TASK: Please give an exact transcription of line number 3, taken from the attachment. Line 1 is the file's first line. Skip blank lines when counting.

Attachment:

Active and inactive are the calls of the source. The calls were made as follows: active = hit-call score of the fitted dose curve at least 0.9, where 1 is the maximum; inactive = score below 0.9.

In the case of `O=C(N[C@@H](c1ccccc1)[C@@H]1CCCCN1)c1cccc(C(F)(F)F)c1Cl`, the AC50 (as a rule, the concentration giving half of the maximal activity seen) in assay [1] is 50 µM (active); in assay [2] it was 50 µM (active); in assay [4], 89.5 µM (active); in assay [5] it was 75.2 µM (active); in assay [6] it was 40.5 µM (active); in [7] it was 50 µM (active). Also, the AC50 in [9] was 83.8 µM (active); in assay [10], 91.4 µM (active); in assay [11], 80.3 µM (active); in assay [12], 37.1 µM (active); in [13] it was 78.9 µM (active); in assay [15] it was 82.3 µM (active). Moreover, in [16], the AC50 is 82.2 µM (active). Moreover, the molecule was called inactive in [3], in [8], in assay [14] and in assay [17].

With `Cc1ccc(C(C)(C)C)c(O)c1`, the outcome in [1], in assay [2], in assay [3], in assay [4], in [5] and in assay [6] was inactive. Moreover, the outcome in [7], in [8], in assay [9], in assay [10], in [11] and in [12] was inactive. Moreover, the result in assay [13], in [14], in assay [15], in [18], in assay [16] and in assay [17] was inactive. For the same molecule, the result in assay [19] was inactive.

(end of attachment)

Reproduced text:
With `Cc1ccc(C(C)(C)C)c(O)c1`, the outcome in [1], in assay [2], in assay [3], in assay [4], in [5] and in assay [6] was inactive. Moreover, the outcome in [7], in [8], in assay [9], in assay [10], in [11] and in [12] was inactive. Moreover, the result in assay [13], in [14], in assay [15], in [18], in assay [16] and in assay [17] was inactive. For the same molecule, the result in assay [19] was inactive.